- The Washington Times - Friday, June 17, 2005

PHILADELPHIA, Miss. (AP) — A former Ku Klux Klansman accused in the 1964 killings of three civil rights workers told fellow Klansmen to leave one of the men alone because another KKK unit had been assigned to “eliminate” him, according to testimony read in court yesterday.

The 1967 testimony from Carlton Wallace Miller — a Klansman, local police officer and FBI informant who is now dead — was read to the jury on the second day of 80-year-old Edgar Ray Killen’s murder trial. Mr. Miller testified that the local Klan chapter met in the spring of 1964 and discussed whipping civil rights worker Michael Schwerner.

“Mr. Killen told us to leave him alone, that another unit was going to take care of him, that his elimination had been approved,” Mr. Miller said. He said Mr. Killen, one of the meeting’s leaders, told the men the Klan’s Imperial Wizard had signed off on the plan to kill Mr. Schwerner.

The statements came on a day of testimony dominated by witnesses who have long since died.

Because the killings occurred more than 40 years ago, and many of the witnesses who testified in a 1967 federal trial are no longer available, prosecutors got permission to put their co-workers on the stand and have them read transcripts of the 1967 testimony. Defense attorneys then had the stand-in witnesses read sections of the 1967 cross-examination.

Mr. Killen, who spent Thursday night in the hospital for elevated blood pressure, was rolled into court in a wheelchair for yesterday’s session. During part of the transcript reading, Mr. Killen appeared to nod off. At other times, he read along from a copy of the transcript he held in his lap.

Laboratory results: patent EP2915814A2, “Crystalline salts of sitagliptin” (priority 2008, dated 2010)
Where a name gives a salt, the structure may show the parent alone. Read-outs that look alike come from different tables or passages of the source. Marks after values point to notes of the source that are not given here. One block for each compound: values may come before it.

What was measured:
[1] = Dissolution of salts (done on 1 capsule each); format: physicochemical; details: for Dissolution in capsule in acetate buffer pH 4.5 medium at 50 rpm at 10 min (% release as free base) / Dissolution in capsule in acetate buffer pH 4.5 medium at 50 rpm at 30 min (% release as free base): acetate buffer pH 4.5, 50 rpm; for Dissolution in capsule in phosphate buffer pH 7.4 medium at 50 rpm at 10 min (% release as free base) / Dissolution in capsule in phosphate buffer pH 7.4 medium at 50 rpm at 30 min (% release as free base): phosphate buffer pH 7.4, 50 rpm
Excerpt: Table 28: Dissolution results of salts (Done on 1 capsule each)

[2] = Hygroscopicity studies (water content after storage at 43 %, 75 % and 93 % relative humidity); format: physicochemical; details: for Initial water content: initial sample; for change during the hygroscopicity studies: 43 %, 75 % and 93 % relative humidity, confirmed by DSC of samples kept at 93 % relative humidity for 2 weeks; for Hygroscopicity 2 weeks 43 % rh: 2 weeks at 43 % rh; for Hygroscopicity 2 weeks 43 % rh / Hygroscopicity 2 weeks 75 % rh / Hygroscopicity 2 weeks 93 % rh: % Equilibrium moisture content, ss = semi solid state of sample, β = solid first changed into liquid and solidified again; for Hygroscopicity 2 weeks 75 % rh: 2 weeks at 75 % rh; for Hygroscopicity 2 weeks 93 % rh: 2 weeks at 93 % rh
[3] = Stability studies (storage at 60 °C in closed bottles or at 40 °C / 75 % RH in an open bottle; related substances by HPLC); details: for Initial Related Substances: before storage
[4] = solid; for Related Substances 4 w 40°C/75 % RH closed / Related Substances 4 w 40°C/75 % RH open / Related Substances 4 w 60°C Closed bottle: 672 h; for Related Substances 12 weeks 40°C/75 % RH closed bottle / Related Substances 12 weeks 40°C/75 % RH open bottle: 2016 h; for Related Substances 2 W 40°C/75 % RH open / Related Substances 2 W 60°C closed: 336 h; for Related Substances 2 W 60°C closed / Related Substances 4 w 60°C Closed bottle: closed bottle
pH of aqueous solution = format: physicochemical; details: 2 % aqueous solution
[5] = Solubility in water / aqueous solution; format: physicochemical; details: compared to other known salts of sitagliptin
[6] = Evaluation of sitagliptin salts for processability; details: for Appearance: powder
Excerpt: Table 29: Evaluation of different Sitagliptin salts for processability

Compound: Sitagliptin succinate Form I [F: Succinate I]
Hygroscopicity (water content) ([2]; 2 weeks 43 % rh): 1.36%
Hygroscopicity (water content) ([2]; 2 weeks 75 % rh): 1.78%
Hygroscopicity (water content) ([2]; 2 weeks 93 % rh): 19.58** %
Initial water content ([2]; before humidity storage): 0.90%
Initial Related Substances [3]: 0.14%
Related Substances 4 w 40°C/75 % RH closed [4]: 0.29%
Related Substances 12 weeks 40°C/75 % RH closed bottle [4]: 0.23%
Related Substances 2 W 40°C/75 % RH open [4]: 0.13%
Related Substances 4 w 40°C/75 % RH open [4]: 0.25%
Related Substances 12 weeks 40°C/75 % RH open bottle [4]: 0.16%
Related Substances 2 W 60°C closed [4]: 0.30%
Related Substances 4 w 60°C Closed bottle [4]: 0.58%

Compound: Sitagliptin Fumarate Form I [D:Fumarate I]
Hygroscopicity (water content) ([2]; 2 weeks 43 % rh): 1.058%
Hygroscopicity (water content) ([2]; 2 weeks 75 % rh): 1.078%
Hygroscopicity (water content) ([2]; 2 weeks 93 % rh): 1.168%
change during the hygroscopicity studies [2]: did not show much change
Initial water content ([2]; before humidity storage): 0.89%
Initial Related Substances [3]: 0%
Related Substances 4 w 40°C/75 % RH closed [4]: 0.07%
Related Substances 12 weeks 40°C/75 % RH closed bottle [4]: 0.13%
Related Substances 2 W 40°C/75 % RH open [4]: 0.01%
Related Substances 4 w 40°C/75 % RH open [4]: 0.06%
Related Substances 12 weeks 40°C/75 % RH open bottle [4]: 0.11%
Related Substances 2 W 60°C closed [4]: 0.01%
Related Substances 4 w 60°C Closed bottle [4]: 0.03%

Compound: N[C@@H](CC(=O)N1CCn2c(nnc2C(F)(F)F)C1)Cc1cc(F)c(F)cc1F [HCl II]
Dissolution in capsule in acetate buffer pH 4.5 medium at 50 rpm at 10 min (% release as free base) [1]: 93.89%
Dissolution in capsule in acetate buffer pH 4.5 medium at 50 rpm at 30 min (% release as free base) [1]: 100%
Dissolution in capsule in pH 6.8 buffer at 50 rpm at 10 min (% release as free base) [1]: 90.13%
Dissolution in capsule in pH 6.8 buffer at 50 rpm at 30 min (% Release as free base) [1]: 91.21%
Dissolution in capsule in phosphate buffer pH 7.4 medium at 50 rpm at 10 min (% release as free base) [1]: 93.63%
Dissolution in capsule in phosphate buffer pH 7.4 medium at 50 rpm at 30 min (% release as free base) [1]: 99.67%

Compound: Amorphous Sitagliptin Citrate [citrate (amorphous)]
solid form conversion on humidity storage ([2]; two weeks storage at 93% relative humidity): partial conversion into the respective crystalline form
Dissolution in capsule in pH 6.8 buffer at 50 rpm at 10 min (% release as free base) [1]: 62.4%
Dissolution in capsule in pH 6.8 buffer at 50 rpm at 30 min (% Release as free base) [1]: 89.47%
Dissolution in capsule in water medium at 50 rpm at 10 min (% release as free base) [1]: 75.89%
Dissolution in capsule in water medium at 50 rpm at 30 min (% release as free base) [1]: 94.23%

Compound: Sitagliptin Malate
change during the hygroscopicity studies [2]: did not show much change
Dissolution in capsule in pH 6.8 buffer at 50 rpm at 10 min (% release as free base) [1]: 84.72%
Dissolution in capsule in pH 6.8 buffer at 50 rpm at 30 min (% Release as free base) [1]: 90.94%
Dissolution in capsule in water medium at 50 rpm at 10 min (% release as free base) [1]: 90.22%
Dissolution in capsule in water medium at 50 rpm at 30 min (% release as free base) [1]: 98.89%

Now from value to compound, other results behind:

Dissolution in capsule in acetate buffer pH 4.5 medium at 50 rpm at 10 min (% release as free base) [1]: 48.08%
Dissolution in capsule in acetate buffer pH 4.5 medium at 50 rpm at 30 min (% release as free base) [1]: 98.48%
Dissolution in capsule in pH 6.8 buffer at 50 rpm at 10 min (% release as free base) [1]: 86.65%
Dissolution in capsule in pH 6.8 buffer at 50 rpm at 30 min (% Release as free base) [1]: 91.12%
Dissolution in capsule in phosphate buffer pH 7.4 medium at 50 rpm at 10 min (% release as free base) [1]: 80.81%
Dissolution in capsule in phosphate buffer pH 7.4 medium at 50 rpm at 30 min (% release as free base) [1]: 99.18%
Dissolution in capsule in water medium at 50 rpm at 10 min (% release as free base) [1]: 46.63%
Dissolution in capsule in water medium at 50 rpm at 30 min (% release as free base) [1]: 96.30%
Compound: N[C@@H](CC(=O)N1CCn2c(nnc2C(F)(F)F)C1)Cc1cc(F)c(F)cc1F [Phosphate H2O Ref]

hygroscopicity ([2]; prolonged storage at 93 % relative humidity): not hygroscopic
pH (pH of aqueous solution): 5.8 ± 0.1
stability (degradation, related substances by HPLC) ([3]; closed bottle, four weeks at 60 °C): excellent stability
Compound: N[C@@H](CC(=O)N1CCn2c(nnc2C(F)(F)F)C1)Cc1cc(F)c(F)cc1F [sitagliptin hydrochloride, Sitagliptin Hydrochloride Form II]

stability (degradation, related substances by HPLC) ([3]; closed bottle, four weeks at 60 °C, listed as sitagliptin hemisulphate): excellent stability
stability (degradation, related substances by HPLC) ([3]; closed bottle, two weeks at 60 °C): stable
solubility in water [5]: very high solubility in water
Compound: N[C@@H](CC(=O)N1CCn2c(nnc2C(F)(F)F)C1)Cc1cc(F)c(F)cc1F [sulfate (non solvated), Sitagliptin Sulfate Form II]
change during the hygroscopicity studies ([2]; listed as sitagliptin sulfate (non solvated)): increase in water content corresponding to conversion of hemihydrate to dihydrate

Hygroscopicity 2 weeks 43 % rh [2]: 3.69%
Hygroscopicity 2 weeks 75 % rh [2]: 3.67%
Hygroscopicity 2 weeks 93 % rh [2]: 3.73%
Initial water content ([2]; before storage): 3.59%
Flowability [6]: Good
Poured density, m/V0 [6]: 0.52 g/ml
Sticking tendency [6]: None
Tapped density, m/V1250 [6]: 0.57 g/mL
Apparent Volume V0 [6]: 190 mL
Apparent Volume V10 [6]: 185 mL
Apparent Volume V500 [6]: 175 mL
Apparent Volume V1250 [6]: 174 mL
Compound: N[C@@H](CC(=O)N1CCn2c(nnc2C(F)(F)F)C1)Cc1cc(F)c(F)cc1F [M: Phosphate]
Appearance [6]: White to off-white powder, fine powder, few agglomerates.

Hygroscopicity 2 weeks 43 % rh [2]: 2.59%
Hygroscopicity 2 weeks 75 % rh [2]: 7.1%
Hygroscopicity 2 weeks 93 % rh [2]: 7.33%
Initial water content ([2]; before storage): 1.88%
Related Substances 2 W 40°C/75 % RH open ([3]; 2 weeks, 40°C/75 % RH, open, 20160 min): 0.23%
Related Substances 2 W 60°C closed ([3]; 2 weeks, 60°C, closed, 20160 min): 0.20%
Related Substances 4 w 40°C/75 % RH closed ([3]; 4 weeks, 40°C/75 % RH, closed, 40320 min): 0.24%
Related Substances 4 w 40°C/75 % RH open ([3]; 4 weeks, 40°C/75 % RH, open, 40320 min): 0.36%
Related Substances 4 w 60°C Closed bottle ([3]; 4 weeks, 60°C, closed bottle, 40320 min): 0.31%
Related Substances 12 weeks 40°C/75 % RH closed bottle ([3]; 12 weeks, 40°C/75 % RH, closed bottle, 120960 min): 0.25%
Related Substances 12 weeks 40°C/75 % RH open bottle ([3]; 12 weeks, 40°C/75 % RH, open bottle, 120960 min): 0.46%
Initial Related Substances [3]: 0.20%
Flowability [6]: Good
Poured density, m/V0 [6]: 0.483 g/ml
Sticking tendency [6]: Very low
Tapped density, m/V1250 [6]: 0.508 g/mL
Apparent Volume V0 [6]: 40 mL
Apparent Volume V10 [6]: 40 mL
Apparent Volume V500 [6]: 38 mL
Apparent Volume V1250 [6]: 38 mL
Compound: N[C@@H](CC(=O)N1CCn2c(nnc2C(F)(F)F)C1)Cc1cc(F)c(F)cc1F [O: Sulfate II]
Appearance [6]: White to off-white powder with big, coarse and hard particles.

The first live witness to testify yesterday was Dean Lytle, a former FBI agent who helped investigate the slayings. He said he was present when agents found the victims’ fire-gutted station wagon in a swamp.

Local residents were “hostile” to agents investigating the men’s deaths, Mr. Lytle said. He said when it came time to leave town, the lead agent suggested forming a caravan because he was concerned the agents would be attacked.

“They were unhappy we were here,” Mr. Lytle said. “I can’t recall anyone who provided me any useful information.”

Mr. Killen is on trial in the killings of James Chaney, a black Mississippian, and Mr. Schwerner and Andrew Goodman, white New Yorkers, who were in the town to investigate the burning of a black church. They were stopped for speeding, jailed briefly and then released, after which they were ambushed by a gang of Klansmen.

Prosecutors say Mr. Killen planned the killings and helped round up Klansmen to chase down and kill the three. The men were beaten and fatally shot, and their bodies were found 44 days later buried in an earthen dam.

Mr. Killen stood trial on federal charges in 1967, but the all-white jury could not reach a verdict. He could get life in prison if convicted in the state trial.

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